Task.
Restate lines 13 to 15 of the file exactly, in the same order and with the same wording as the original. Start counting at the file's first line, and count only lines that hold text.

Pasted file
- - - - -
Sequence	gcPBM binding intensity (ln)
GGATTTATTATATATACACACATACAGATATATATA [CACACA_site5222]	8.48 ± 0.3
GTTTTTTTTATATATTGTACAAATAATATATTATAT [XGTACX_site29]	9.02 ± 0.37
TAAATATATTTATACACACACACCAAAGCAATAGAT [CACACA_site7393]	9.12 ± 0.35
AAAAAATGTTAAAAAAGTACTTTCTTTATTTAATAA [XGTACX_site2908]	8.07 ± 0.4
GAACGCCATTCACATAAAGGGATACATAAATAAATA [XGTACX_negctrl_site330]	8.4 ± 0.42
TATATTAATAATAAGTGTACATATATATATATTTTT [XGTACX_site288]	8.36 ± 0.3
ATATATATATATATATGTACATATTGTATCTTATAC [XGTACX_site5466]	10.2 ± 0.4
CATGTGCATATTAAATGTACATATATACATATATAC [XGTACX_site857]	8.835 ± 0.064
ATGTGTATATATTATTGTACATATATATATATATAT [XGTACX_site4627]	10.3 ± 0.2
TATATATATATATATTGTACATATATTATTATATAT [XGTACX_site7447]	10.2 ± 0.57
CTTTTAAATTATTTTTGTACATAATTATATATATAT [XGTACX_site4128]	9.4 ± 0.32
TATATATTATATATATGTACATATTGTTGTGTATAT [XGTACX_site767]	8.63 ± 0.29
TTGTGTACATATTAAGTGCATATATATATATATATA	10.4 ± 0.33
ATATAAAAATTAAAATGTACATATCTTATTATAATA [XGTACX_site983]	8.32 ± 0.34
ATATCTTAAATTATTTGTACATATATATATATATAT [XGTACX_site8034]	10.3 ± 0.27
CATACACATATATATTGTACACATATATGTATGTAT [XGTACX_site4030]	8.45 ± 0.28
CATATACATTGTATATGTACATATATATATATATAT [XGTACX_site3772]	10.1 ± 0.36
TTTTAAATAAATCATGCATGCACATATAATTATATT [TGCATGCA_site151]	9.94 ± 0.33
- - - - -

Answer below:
TATATATTATATATATGTACATATTGTTGTGTATAT [XGTACX_site767]	8.63 ± 0.29
TTGTGTACATATTAAGTGCATATATATATATATATA	10.4 ± 0.33
ATATAAAAATTAAAATGTACATATCTTATTATAATA [XGTACX_site983]	8.32 ± 0.34